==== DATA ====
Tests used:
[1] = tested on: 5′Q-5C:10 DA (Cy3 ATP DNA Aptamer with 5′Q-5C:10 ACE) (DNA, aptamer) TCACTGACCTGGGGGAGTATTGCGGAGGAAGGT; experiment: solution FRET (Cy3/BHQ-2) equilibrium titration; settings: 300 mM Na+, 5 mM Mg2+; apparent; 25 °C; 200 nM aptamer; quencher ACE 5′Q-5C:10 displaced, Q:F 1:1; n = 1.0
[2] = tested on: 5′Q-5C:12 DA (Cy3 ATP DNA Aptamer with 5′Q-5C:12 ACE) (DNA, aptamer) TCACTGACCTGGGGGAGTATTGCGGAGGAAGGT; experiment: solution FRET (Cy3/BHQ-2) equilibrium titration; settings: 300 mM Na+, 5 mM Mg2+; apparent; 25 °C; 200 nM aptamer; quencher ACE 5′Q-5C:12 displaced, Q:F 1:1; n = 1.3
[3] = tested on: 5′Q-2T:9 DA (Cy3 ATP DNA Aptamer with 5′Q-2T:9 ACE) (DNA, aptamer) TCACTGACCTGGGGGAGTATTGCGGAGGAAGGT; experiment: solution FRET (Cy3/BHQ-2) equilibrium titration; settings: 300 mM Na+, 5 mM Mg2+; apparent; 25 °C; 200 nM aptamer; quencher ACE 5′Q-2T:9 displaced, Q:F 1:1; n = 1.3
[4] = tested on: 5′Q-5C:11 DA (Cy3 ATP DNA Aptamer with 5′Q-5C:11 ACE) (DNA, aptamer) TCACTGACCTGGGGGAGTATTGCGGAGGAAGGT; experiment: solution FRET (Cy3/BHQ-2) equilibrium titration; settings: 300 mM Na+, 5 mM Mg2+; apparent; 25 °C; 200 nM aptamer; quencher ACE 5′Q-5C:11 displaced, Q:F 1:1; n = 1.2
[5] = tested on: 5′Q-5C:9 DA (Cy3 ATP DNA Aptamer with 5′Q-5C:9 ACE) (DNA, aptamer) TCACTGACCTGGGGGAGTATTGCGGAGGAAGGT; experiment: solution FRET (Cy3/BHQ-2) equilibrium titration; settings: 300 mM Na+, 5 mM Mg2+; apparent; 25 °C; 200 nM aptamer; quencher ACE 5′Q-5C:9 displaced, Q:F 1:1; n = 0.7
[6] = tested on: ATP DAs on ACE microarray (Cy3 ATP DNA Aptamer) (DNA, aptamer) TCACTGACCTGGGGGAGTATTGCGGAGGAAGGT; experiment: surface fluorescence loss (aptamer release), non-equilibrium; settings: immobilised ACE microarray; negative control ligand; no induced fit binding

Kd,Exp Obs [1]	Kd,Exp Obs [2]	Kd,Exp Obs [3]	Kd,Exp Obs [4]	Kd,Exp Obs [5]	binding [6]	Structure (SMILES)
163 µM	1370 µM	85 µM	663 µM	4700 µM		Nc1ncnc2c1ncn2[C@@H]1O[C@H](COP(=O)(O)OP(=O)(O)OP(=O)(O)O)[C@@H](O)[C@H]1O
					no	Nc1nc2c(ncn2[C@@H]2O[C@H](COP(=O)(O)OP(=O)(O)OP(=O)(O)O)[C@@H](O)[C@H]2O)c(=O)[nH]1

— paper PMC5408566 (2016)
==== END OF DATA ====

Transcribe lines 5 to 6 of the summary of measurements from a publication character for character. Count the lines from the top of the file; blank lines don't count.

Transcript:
[4] = tested on: 5′Q-5C:11 DA (Cy3 ATP DNA Aptamer with 5′Q-5C:11 ACE) (DNA, aptamer) TCACTGACCTGGGGGAGTATTGCGGAGGAAGGT; experiment: solution FRET (Cy3/BHQ-2) equilibrium titration; settings: 300 mM Na+, 5 mM Mg2+; apparent; 25 °C; 200 nM aptamer; quencher ACE 5′Q-5C:11 displaced, Q:F 1:1; n = 1.2
[5] = tested on: 5′Q-5C:9 DA (Cy3 ATP DNA Aptamer with 5′Q-5C:9 ACE) (DNA, aptamer) TCACTGACCTGGGGGAGTATTGCGGAGGAAGGT; experiment: solution FRET (Cy3/BHQ-2) equilibrium titration; settings: 300 mM Na+, 5 mM Mg2+; apparent; 25 °C; 200 nM aptamer; quencher ACE 5′Q-5C:9 displaced, Q:F 1:1; n = 0.7